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John Maus – We Must Become Pitiless Censors of Ourselves album review

Honestly? I couldn’t really get into John Maus’ long-winded ‘We Must Become the Pitiless Censors of Ourselves’ – an album released in June 2011. The same instrument – possibly an organ or some ancestor or cousin thereof – dominates this collection of music, making it incredibly difficult to hear Maus’ possibly Morrissey-sounding voice (which can only be a shame).

John’s voice is like a faint, annoying noise in the background – like the humming of a computer or white-noise. While every song sounds instrumentally different, his vocals remain stagnant and uninteresting. I’m a huge fan of vocals and lyrics, so when they’re oppressed and hidden behind instruments, it gets to me. You know sometimes when you’re at a concert, the sound sucks and the singer’s voice is all muffled? That’s kind of how this entire album sounds – this might be because he’s singing into one of those old, enormous plastic microphones from your childhood. Or is he? Beats me.

‘Streetlights’ is first up. It opens with some generic, repetitive techno beats, and then Maus begins to mumble his way into your first impression of him (which isn’t a good one). Plus, once you’ve heard this song, you’ve pretty much heard them all. Well, as far as technique, tone, and ‘suck’ go. I have never been a huge fan of music where the instruments overwhelm the singer themselves, so I guess I’m biased in that sense.

The following song is extremely annoying, appropriately entitled: ‘Quantum Leap’ – because that’s exactly what this entire album needs to take… right off of a cliff. Some phony over-the-top, try-hard beat leads us into this let-down of a song. Boo.

‘Cop Killer’ is another song, which repeats: ‘Cop Killer, let’s kill the cops tonight, kill the cop killer.” After that it’s more mumbles that aren’t even worth the effort it would take to decode them. Neither instrument, technique, nor tone has changed.

The album ends with ‘Believer’ and I could actually stand this song. Well, the first eight-seconds that is, before that loud and irritating ‘organ’ thing started playing. My verdict for this album? Mundane. I feel like John’s stone isn’t going to do much rolling, my bet’s on the accumulation of ‘Maus.’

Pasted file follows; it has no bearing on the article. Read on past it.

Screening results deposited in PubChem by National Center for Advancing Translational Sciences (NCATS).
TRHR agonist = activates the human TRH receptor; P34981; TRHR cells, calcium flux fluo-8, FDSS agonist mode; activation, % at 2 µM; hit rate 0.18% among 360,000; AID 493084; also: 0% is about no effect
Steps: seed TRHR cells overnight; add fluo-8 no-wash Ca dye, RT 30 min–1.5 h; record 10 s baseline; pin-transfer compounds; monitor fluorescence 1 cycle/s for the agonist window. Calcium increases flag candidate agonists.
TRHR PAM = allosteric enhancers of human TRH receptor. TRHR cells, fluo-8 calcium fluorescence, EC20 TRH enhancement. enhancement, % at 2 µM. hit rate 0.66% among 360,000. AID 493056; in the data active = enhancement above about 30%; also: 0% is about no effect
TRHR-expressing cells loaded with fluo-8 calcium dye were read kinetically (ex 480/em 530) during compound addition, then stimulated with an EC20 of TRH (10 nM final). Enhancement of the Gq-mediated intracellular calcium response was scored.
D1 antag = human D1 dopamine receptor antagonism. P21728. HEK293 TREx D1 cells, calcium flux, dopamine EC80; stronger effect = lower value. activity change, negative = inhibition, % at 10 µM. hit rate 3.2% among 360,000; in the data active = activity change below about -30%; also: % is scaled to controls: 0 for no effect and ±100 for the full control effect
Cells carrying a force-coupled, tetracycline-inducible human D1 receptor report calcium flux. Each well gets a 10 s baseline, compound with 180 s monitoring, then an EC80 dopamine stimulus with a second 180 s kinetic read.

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Forest Swords – Fjree Feather EP review

The Fjree Feather EP by Forest Swords, is a thirty-three minute long EP that is comprised of six excellent tracks. Forest Swords is a one-man project, the composer? Matt Barnes. His almost sinister, strictly instrumental and electronic compositions are fashioned out of Wirral/Liverpool, UK. Each track on Fjree Feather is generally ominous, captivating, and perpetually diverse. And while each track differs, they all hold the promise of some serious head nodding.

The EP’s first track, ‘Down Steps,’ electronically howls for your attention –setting the perfect mood for the EP. The percussion and bass lay the foundation down for this track at two-minutes in, compelling you to move your head with the beat. The water stills and thirty-seconds later: Boom! Crash! Thundering electric waves introduce intense offerings of awesome to the track. This percussion-heavy song is worth a listen.

Its neighboring track, ‘Red Rocks Fogg,’ has a more contemplative, sentimental tone. It possesses a ‘cease the moment’ kind of attitude with a few nostalgic chords. One of those songs you would add to your music play-list entitled: Create. Don’t have one? Well I do and this song’s the newest addition.

‘Trust Your Blood’ is one track that really stands out to me. Its spooky ‘there’s-something-out-there’ mood is enchanting. For a portion of the song, Barnes repeats a possibly love-related phrase that I can’t quite decipher – regardless, hearing a voice in a of his tracks only beautifies it further.

Within the first few seconds of listening to ‘Riverbed,’ a euphoric wave of satisfaction washed over me. Goose bumps ensued. Matt Barnes is a musical architect in every sense of the word. The haunting sound of this track is responsible for some sort of soul paralysis – hyperbolic, yes, but pretty much the truth. It starts out harmless and then it turns on you. It’s a beautiful sense of betrayal.

Forest Swords’ eerie, peculiar sound is comparable to Black Mold. Matt Barnes and Chad Van Galeen would get along, I think. The two sounds are definitely have their differences but both never cease to amaze.

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Cities Aviv – Digital Lows album review